Dear Julie: Advice About Unemployment Insensitivity and Know-It-Alls

DAME’s Friendkeeper helps a pink-slipped woman deal with her stress-causing friend, and tells another how to defuse her pal’s annoying “omniscience.”

Dear Julie,

I was recently laid off from my job. I know, it sounds bad, but it really isn’t. It was a job I no longer liked and I got a decent amount of severance so I’m looking at the bright side and viewing this as a way for me to take some time to find the position that’s right for me. But I have a friend who seems unable to let me go about this in peace. We were out to dinner with a group of friends the other night and when I ordered a rather expensive cocktail she said, in front of everyone, “Are you sure you want to get that? It’s not like you have an income right now.” She’s offered to loan me money, which felt more patronizing than altruistic (especially because I don’t actually need it and told her so). And every time I see her she says, “How’s the job search? Aren’t you getting stressed out?” To be honest, now I am! But mainly because she won’t stop talking about how I should be. I know she’s only trying to help, but geez. What can I do?

Pink Slipped Problems


Dear PSP,

Congratulations on successfully extricating yourself from a position that no longer suited you—and severance. As Al Pacino says, Hoo-hah! You have a great attitude and that is exactly what you need when you’re looking for a job. And your dear friend must be told this. But first the comment about whether or not you should be ordering the expensive drink—that is no less insulting than saying to a friend who struggles with weight, “Do you really think you should eat that?” And it would be bad enough if she said it to you alone, but in front of other people?? Unforgivable! And also? None of her b.i. business. She has to be told. You haven’t asked for her help, you’ve got it under control, and her negativity not only isn’t helping you, but it’s also hurting you. You should not be panicked and stressed, because people don’t want to hire someone who is panicked and stressed, they want to hire someone who is FABULOUS and emits strength and confidence. They don’t want Desperado. Job searching is very difficult, and your friends should be buoying you, not tearing you down.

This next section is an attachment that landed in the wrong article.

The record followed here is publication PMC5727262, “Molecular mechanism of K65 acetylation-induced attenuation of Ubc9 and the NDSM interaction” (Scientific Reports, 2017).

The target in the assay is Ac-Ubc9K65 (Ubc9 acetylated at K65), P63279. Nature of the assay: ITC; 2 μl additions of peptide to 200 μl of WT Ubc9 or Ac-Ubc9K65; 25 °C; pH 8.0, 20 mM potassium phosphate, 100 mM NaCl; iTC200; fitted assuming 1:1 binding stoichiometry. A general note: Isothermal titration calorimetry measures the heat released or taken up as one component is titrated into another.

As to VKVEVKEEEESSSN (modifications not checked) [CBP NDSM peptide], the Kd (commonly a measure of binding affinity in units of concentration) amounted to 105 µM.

xx Julie


Dear Julie,

I have a friend who says, “I knew it!” every time I have a piece of news. She’s always excited for good news and sympathetic with bad news, but her initial reaction is always this presumptuous, “I knew it!” It drives me bonkers—it’s like she makes it about her. And frankly, no she didn’t “know it.” I’m pretty sure she wasn’t at the doctor’s office when my husband and I found out our first baby was actually two babies. I don’t remember her being in the room when we decided to try and have a third kid. And I’m positive she wasn’t at the office when my husband’s boss decided that his job was being eliminated. I need a way to either let this go, or some words to let her know that this makes me crazy.

No Miss Know-It-All



First of all, tremendous kudos to you for not strangling your friend. Next time you see her, you should wear one of those red-white-and-blue-ribbon fake-medal things and when she asks you why tell her Dear Julie gave it to you for not strangling her and see if she says she knew that! These people are all around; I used to work in an office with this woman who was constantly taking credit for predicting the most obvious things. Like when it was announced that Condoleezza Rice was writing a memoir, she said, “See? Didn’t I say she would?” Like ooh, put on your jeweled turban, you are psychic! Who would’ve ever thought the first African-American female secretary of state would WRITE A BOOK ABOUT IT? But I couldn’t stand this woman. She wasn’t my friend so I made no effort to do anything but steer clear of her. In your case, you are friends and you want to remain such. I really think this personality quirk comes from insecurity—about being smart or in the know—and it makes the person feel better about herself to claim she saw this coming. What you need to do though, when she does this, is to use humor. Say, “Really? Did you watch the zygotes split? How could you have known this?” If you kind of make it into a joke when she does it, it might make you feel less irritated that she’s pulling the spotlight off you. And if it happens repeatedly she’s going to see the pattern and hopefully stop, or she’s a lunkhead and she doesn’t deserve your news.

xx Julie


Got a platonic problem of your own that could use the Friendkeeper’s advice? Fire away: [email protected]. No situation is too uncomfortable or too small and all details are kept confidential.



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